I spend a fair amount of my time dealing with cases that involve the NHS Pension Scheme, reading around the subject, and even attending meetings with NHS Consultants and GPs, which are always very interesting.
But we are still no closer to establishing the best way to deal with each individual case. Just like the rest of the world saving into pensions, there isn’t a typical consultant or GP – everyone has very different outlooks and lives outside of the NHS.
The one thing I have learnt from my meetings and discussions is that there is a significant amount of confusion within the walls of the NHS. It’s important that conversations take the whole picture into account. For example, I’ve seen cases where only the members’ take-home pay was considered when deciding if they should opt-out of the pension scheme entirely.
To me, this completely missed the point that the NHS Pension Scheme is something that most private-sector workers would give their right arm to be a member of.
In those meetings, I always take my time when explaining the implications of the tapered annual allowance, how to understand if you are likely to be impacted in the future and the importance of good financial advice, including from a good accountant. In addition, I explain how great the NHS Pension Scheme is and what each year of pension earned will become in retirement assuming they remain a member of the scheme.
What many members don’t realise is what they will lose if they become a deferred member. Firstly, death benefits will go from a dependent’s pension based on prospective service to a dependent’s pension based on actual service. This could be a huge drop for many because the high earners we are talking to aren’t just restricted to those near retirement. Secondly, increases in deferment only factor in inflation, whereas the increases for those who remain a member will be based on treasury order plus 1.5% per year.
For many the issue isn’t what they earn in the NHS, although it is a contributing factor, it is what they earn outside of the NHS and their other investments.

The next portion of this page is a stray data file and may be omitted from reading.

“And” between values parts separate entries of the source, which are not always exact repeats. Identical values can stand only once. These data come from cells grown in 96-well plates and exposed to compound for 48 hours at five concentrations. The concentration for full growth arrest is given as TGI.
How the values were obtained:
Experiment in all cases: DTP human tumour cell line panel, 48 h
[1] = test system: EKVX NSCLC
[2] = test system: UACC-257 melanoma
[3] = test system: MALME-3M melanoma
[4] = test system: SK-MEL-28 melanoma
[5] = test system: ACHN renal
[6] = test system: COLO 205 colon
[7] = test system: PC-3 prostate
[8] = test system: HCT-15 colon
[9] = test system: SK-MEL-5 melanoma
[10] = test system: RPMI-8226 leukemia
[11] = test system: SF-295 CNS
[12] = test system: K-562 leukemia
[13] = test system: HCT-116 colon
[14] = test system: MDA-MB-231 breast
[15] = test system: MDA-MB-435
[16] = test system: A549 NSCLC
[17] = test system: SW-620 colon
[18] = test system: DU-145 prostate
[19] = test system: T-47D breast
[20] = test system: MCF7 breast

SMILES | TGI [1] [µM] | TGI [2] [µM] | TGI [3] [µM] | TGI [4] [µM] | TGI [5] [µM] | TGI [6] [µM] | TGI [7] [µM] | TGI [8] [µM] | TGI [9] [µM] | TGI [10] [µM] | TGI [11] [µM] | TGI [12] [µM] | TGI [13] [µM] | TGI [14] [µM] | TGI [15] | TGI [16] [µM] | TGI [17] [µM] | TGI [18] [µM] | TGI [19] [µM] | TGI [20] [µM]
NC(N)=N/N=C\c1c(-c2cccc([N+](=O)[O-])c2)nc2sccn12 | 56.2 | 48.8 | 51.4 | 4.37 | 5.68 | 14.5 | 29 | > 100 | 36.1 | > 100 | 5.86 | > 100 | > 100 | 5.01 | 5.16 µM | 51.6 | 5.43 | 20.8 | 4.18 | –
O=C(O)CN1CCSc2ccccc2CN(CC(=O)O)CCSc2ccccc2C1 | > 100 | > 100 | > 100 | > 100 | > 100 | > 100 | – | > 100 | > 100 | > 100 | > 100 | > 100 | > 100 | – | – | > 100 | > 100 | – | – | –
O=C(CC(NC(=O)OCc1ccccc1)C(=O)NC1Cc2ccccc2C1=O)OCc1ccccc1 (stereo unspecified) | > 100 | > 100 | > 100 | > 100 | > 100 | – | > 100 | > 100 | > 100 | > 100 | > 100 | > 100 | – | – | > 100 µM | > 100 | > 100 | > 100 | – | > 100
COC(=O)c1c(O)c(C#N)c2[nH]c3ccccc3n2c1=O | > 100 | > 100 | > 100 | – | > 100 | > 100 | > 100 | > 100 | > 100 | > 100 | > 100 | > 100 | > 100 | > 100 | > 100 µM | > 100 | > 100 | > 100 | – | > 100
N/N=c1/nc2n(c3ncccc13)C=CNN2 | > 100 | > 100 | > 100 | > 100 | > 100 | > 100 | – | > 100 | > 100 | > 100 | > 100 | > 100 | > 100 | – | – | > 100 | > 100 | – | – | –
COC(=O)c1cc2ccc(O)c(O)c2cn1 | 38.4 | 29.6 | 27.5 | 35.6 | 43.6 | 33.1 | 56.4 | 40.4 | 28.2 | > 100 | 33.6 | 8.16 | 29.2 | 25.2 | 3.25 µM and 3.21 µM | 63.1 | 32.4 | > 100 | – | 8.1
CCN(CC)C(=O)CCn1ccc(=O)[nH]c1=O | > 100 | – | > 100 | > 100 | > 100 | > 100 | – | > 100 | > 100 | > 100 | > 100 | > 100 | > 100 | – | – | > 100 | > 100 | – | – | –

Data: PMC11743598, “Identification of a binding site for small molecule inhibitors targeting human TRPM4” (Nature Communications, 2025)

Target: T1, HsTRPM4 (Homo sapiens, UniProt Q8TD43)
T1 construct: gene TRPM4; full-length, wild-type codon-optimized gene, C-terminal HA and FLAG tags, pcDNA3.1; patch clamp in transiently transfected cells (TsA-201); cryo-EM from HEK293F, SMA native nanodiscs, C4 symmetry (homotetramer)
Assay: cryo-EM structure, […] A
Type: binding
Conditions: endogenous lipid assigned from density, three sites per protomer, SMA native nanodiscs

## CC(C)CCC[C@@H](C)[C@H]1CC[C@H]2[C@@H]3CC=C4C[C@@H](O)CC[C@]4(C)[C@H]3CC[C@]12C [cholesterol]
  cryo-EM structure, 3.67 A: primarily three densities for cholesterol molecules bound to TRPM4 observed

Looking at these outside earnings and restructuring is an option for some but not all. What we really need to do is educate NHS workers so that we don’t have people turning down essential work just to avoid a tax charge, when there are other options available to them. We also don’t want people unnecessarily leaving the scheme and creating a gap in their pension and death planning.
We do currently have a sticking plaster that means the annual allowance charges should be covered, but the NHS Pension Scheme member does still need to ascertain what their charge is, declare it to HM Revenue & Customs and apply for ‘scheme pays’. None of these are easily done without some external help from an adviser or accountant or both.
What happens in the Budget next month will have a huge impact on the people impacted within the NHS Pension Scheme – I am not in favour of preferential treatment, but this issue is getting so much attention is because the NHS is a huge employer which impacts the rest of the country on a daily basis.
In addition, the lack of flexibility in the scheme has been a hindrance to helping those impacted, which the last round of proposals will rectify. That said, it will just push more decisions back on the individual and/or their adviser, many of which are difficult to decide even with a great understanding of the scheme.
So, where we will be this time next year is anyone’s guess. Higher thresholds will help but won’t solve the fundamental issues of a cliff edge for those that tip over it. Getting rid of taper would be great but wouldn’t solve the government’s problem with tax relief generally.
Currently, I can’t see an answer that will suit everyone, so compromise is likely to be needed. We will just have to wait and see.
Claire Trott is head of pensions strategyat St James’s Place Group